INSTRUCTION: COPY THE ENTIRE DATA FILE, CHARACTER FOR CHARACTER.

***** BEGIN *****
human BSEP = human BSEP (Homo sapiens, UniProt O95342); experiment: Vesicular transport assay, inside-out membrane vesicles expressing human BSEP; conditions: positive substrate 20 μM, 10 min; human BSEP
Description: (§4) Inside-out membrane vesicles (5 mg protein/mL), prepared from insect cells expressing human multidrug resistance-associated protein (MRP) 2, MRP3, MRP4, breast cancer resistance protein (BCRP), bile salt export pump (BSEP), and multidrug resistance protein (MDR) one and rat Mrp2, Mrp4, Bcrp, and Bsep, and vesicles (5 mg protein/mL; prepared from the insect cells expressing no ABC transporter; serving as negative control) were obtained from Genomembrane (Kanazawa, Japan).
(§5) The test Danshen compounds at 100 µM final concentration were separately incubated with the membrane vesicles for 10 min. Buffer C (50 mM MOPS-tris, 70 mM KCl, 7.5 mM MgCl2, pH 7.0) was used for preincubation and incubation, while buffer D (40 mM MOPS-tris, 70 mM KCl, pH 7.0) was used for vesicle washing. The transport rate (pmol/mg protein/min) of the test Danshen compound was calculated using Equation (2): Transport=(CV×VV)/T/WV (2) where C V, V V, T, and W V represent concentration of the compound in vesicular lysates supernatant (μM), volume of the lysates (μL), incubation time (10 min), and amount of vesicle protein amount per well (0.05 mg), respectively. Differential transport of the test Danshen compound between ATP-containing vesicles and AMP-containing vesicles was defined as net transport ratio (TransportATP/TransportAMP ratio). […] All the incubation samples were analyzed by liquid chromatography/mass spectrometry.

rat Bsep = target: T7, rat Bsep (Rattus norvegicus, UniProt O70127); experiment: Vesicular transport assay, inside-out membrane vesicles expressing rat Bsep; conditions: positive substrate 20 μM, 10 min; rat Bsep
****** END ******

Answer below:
human BSEP = human BSEP (Homo sapiens, UniProt O95342); experiment: Vesicular transport assay, inside-out membrane vesicles expressing human BSEP; conditions: positive substrate 20 μM, 10 min; human BSEP
Description: (§4) Inside-out membrane vesicles (5 mg protein/mL), prepared from insect cells expressing human multidrug resistance-associated protein (MRP) 2, MRP3, MRP4, breast cancer resistance protein (BCRP), bile salt export pump (BSEP), and multidrug resistance protein (MDR) one and rat Mrp2, Mrp4, Bcrp, and Bsep, and vesicles (5 mg protein/mL; prepared from the insect cells expressing no ABC transporter; serving as negative control) were obtained from Genomembrane (Kanazawa, Japan).
(§5) The test Danshen compounds at 100 µM final concentration were separately incubated with the membrane vesicles for 10 min. Buffer C (50 mM MOPS-tris, 70 mM KCl, 7.5 mM MgCl2, pH 7.0) was used for preincubation and incubation, while buffer D (40 mM MOPS-tris, 70 mM KCl, pH 7.0) was used for vesicle washing. The transport rate (pmol/mg protein/min) of the test Danshen compound was calculated using Equation (2): Transport=(CV×VV)/T/WV (2) where C V, V V, T, and W V represent concentration of the compound in vesicular lysates supernatant (μM), volume of the lysates (μL), incubation time (10 min), and amount of vesicle protein amount per well (0.05 mg), respectively. Differential transport of the test Danshen compound between ATP-containing vesicles and AMP-containing vesicles was defined as net transport ratio (TransportATP/TransportAMP ratio). […] All the incubation samples were analyzed by liquid chromatography/mass spectrometry.

rat Bsep = target: T7, rat Bsep (Rattus norvegicus, UniProt O70127); experiment: Vesicular transport assay, inside-out membrane vesicles expressing rat Bsep; conditions: positive substrate 20 μM, 10 min; rat Bsep